JPC
 

2born4

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A bit of misunderstanding, me thinks. First of all, we're not talking about hydroponics or horticulture. In those business areas, they do indeed tailor light spectrum according to the needs of plants. They are not concerned about aesthetics. And, of course, you are correct in saying that, if the (chlorophyll) absorption spectrum were the only consideration, the lighting would be a wonderful shade of pink. Lovely! But all that's necessary, in the first instance, is to add white LEDs to the mix. Then, add in some green LEDs to bring out the colour of the plants. In fact, it now appears that plants do absorb a proportion of green light - it is not all reflected.

In summary, I was looking at aquarium lighting from the perspective of a plant. In an aquarium light that I designed a few years ago, I used 33% blue, 33% green, 33% red and 1% infrared. The resultant colour temperature is 6800K and plants look great. It was built by the same company that Dennis Wong used. Ironically, that company (BML) was taken over by Osram and they only supply the horticultural market.

JPC
Thanks for your reply....I think you’ve re-assured my thoughts...

I thought it was strange that they not include any red spectrum in the only preset AI provide for the freshwater light... But I think now it’s just down to aesthetics and personal preference.

The coloured led chips seem to play with the colour of the light more, with the warm and cool leds are putting out most of the light in the useable spectrum.

I wondered if it was down to certain wavelengths that were more associated to algae growth... I remember a post (maybe not on here) where someone had posted the same (if not similar) diagram as above and had also omitted a certain colour from their lighting, but I couldn’t find the post anywhere!

Cheers


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jaypeecee

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Thanks for your reply....I think you’ve re-assured my thoughts...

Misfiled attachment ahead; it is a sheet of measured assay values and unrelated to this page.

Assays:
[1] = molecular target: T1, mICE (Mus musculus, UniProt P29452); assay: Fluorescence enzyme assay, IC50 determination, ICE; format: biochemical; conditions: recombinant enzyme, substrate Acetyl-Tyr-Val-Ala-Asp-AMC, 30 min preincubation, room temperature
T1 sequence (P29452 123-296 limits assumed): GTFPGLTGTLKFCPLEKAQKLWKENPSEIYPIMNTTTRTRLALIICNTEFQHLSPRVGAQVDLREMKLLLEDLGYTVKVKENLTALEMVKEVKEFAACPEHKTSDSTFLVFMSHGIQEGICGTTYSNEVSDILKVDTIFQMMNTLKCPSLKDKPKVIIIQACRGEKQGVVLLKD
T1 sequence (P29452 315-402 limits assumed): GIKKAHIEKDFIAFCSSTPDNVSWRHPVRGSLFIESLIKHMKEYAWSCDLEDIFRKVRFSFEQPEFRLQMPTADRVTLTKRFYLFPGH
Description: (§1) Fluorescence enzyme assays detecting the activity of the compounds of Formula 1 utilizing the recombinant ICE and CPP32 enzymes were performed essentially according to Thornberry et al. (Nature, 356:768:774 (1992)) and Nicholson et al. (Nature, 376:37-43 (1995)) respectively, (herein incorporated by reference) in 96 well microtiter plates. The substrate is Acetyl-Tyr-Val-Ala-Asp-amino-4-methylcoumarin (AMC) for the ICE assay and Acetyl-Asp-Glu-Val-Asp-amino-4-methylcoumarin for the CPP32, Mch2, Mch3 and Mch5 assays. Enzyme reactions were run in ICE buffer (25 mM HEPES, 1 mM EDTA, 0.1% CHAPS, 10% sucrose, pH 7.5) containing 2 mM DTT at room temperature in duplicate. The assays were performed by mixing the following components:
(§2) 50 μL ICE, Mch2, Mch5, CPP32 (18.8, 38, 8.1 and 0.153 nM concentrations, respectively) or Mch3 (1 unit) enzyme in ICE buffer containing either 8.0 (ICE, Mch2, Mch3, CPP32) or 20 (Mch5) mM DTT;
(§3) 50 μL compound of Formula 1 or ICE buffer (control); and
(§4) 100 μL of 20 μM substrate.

I thought it was strange that they not include any red spectrum in the only preset AI provide for the freshwater light... But I think now it’s just down to aesthetics and personal preference.

The coloured led chips seem to play with the colour of the light more, with the warm and cool leds are putting out most of the light in the useable spectrum.

I wondered if it was down to certain wavelengths that were more associated to algae growth... I remember a post (maybe not on here) where someone had posted the same (if not similar) diagram as above and had also omitted a certain colour from their lighting, but I couldn’t find the post anywhere!

Cheers


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Hi @2born4

The RGB LEDs combine red, green and blue into one package and are thus very versatile. But, I like being able to select single wavelength light sources (white LEDs excluded). That way, you have more control over the resulting overall spectrum. White LEDs emit only a small proportion of red light.

It is true that certain wavelengths are absorbed by BGA (cyanobacteria). These correspond to the phycoerythrin and phycocyanin spectra shown in the previously attached image. As I understand it, cyanobacteria contain only chlorophyll a. That's the extent of my knowledge. It should be possible to create a spectrum that is devoid of the wavelengths used by cyanobacteria. The resultant lighting should be a bluish pink. But how the plants would fare with such lighting, I don't know.

For completeness, I measured the spectrum of the light fixture that I mentioned in post #7 above. I have attached it below.

JPC